Historic Rugby Welcomes Visitors To Pilgrimage

Friday, September 07, 2012

Historic Rugby opens its fall season of events by welcoming visitors to homes and historic buildings not usually seen by the public. On Saturday, Sept. 29, from 10 a.m.-5 p.m., visitors will be able to tour more than 20 buildings in the village including both new homes in the historic district and historic private homes.

“This is a rare opportunity for our visitors to get a peek inside some very special and beautiful homes and enjoy an early fall day in the village,” said Mike Harris, Historic Rugby’s executive director.

Ingleside, Oak Lodge, and Ruralia, homes built by the original colonists, will be opened for tour this year. Also, a special visit to Uffington House, home of Madame Hughes, will be available. For the first time, visitors will be able to tour all of Uffington House. Also on hand will be crafters in the Commissary Store and special live music in the café for lunch.  

Admission is $12 for adults and $6 for K-12 students with groups of 12 or more adults admitted for $10 each. 

For more information or lodging reservations, please phone Historic Rugby toll free at 888 214-3400 or locally at 423 628-2441 or email rugbylegacy@highland.net.

Historic Rugby, an award-winning membership organization, has worked since 1966 to preserve and interpret for the public the 1880 British village founded by author and statesman Thomas Hughes. Historic Rugby provides daily tours and other programming, lodging, and dining at the Harrow Road Café. Located on SR 52, Historic Rugby is the southern gateway to the Big South Fork National River and Recreation Area.


Tennessee Aquarium's AquaScarium Family Halloween Party To Have Unique Start This Year

Families who arrive early for the Tennessee Aquarium's AquaScarium VII Halloween party will get an extra special treat - the chance to see someone walk a line suspended between the Aquarium's peaks. Local world-class highliner Edward Yates will rig lines of great heights on the Tennessee Aquarium peaks and then walk across them as a unique feature of RiverRocks 2014. ... (click for more)

Governor Bill Haslam Addresses Tourism Industry At Annual Governor's Conference In Knoxville

Tennessee Governor Bill Haslam addressed industry professionals during the 2014 Tennessee Governor’s Conference on Hospitality & Tourism on Friday   in his hometown of Knoxville. “You can take pride in the fact that your industry is one of the key contributors to Tennessee’s success,” said Governor Haslam. “For the eighth consecutive year, tourism has generated ... (click for more)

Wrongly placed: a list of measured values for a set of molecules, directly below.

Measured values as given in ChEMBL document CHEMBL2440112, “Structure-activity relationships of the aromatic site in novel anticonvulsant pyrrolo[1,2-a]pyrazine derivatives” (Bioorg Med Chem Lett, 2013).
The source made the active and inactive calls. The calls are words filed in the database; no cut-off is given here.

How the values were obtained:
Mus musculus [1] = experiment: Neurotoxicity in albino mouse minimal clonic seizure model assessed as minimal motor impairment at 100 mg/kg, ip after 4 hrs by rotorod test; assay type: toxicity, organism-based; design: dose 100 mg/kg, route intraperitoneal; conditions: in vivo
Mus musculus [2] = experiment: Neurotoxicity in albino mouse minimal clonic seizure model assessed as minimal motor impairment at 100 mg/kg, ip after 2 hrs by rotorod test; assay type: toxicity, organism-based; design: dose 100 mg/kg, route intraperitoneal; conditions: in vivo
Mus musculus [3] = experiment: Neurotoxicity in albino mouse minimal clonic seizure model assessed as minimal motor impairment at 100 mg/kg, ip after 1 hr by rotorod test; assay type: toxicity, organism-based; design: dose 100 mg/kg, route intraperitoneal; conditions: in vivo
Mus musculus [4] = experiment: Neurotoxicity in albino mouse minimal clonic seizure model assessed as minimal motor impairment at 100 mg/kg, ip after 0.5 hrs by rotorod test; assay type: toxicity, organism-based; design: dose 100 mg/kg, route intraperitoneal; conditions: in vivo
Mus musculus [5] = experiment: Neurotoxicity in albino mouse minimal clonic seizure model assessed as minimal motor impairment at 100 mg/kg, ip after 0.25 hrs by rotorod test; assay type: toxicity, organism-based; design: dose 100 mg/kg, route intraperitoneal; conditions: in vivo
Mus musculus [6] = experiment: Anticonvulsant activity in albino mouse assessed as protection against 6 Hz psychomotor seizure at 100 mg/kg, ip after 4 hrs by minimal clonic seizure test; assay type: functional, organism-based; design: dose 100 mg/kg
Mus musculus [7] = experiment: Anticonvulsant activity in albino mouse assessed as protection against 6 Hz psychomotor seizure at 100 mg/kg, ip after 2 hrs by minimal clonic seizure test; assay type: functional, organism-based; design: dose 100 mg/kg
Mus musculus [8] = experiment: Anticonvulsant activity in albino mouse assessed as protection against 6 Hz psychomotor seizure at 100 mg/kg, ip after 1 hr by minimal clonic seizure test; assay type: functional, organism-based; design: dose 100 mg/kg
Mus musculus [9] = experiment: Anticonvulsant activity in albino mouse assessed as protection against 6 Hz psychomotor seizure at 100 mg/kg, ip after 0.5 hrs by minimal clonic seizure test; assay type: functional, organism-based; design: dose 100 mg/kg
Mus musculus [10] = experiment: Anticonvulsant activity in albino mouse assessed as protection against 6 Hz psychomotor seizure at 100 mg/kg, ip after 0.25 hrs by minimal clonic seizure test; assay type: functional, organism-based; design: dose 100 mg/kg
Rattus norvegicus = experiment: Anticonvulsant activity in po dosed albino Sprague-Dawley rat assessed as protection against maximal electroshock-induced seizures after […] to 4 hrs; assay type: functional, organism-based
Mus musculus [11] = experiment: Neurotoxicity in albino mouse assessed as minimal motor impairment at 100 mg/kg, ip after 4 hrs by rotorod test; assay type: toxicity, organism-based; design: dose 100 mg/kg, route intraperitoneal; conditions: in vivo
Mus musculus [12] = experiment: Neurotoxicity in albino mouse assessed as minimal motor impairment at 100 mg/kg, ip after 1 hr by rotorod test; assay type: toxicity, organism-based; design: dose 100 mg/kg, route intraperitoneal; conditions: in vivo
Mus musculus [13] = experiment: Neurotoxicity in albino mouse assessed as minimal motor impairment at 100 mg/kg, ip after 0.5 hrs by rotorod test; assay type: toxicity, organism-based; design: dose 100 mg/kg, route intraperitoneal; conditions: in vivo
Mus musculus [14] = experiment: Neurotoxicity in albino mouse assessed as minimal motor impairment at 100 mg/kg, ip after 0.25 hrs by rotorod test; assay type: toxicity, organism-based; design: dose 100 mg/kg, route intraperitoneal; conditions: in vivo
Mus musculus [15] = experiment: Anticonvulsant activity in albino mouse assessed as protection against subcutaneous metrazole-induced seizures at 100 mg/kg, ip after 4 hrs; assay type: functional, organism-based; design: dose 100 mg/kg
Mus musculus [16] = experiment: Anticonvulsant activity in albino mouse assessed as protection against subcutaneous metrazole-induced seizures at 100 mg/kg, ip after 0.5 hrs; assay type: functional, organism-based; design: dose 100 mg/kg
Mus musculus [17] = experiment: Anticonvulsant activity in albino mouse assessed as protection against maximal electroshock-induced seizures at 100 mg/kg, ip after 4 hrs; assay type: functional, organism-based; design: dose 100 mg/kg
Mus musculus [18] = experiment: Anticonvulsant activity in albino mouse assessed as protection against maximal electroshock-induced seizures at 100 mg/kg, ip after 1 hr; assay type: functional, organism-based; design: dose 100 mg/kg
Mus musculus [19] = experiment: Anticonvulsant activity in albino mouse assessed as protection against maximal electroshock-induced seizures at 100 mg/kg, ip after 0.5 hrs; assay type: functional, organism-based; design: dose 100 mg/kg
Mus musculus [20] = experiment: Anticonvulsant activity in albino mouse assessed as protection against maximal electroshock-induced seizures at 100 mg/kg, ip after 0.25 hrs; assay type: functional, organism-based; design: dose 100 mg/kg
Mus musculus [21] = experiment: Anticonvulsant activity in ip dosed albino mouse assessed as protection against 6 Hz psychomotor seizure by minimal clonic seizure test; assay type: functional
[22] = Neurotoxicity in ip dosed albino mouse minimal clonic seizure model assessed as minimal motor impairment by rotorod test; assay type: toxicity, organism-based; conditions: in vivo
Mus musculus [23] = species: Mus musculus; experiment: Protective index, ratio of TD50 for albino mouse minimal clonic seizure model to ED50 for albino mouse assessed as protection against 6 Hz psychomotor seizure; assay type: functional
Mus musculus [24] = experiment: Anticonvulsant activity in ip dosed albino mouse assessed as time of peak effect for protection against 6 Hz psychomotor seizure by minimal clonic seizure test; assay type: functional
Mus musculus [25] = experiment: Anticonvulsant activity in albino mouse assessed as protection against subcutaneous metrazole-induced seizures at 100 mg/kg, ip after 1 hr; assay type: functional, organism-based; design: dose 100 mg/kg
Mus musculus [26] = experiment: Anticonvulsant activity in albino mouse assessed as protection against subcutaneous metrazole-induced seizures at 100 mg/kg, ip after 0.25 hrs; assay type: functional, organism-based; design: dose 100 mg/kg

Mayor Berke, Chattanooga Police Department, And Community Members Reach Out To Group Members To End Violence

The city of Chattanooga held a call-in on Thursday night, as part of the Violence Reduction Initiative. Dozens of law enforcement officials, community members, social service providers and clergy gathered to deliver a message to over 20 members of violent groups in Chattanooga. Family members of the probationers watched the call-in from another building. Although the call-in was ... (click for more)

Man Airlifted To Erlanger After Early Morning Crash In Bradley County

Bradley County EMS responded to an early morning crash Thursday at 7 a.m. at the intersection of Lauderdale Memorial Highway and Walker Valley Road in Charleston. Three ambulances and an EMS supervisor responded to the scene. There were three vehicles involved and one car left the roadway.   One adult man suffered serious injuries and it was determined that he needed ... (click for more)

Chairs Cost How Much?

Many times while growing up, I would go to the store with my parents. More often than not, I would see something I wanted, and ask my parents to buy it for me. More often than not, they said no. “Why?” I asked. “Son, money doesn’t grow on trees.” That’s a phrase I’m sure many of us have heard more than once over the course of our lives. However, I have since learned that they were ... (click for more)

Roy Exum: My Dear Friend Luther

One sunny morning in June years ago, the renowned radio icon Luther Masingill was on his way back to the WDEF studios on South Broad Street when he stopped for a red light and noticed a young couple in a car idling next to his familiar light blue Ford pickup. “What caught my eye was a buck-toothed boy eating a banana in the back seat,” he explained in an aside to that day’s lunchtime ... (click for more)